Fueled by the uptick in demand for its premium products, consumer durable maker Godrej Appliances is expecting to close FY24 with turnover of ₹6,000 crore compared to ₹5,500 crore in FY23.

The company has registered a growth of 120 per cent year-on-year in its premium product categories.

“The industry grew between 10 to 12 per cent while Godrej Appliances grew between 16 to 18 per cent last year. The growth is driven by the premium segment. Air-conditioners as a category are also driving growth as consumption is increasing significantly given the impact of climate change and pollution in the country,” said Kamal Nandi, Business Head and Executive Vice President – of Godrej Appliances, part of Godrej & Boyce to businessline.

Growth in the premium product segments is driven by the urban and semi-urban markets attributed to the increase in affordability of the affluent class and the younger generation upgrading to premium products with their first purchases due to easy finance.

Market share

The Mumbai headquartered company’s air-conditioner segment revenue crossed ₹650 crore in FY23 and is expected to cross ₹1,000 crore in FY24.

“The company is now at 7 per cent market share in air-conditioners and is hoping to move to double-digit in another year. Over the years we have launched a full range portfolio in air-conditioners and have introduced very differentiated technology called ‘anti-leak’. We have launched smart air-conditioners and energy-efficient air-conditioners. We are gaining market share in refrigerators which is happening in the premium segment,” he said.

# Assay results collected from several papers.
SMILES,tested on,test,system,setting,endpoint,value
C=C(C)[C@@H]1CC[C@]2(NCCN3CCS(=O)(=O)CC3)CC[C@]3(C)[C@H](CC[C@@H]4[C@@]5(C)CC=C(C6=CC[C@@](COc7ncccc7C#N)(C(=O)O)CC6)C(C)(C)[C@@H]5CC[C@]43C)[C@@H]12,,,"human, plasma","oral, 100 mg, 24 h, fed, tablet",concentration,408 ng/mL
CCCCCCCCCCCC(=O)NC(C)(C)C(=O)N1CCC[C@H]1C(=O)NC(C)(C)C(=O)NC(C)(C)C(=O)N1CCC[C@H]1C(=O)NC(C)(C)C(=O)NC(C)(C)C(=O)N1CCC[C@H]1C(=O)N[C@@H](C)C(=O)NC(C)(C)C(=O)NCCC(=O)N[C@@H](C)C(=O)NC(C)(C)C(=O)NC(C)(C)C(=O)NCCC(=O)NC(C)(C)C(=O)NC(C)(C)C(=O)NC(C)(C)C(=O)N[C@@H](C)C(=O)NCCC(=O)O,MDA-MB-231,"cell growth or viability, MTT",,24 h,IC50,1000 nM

Election demand

The company does not foresee an impact and dip in demand for white goods with the general election in 2024.

“The IMD predictions for the next year is that the temperatures will be higher and the need for cooling categories will only increase. We see in terms of consumption for cooling products, the growth rate is expected to be higher than 12 per cent. The industry is likely to grow by 15 per cent, Godrej Appliances is targeting a growth rate of more than 20 per cent,” Nandi said.

Rural Stress

The rural economy continued to be in pressure this year.

“The agricultural output coming in quarter four and quarter one of next year will determine the impact on how the consumption pans out in rural areas. The mass segment is not picking up and continues to be under pressure. We do see higher consumption in the rural market during summer,” Nandi added.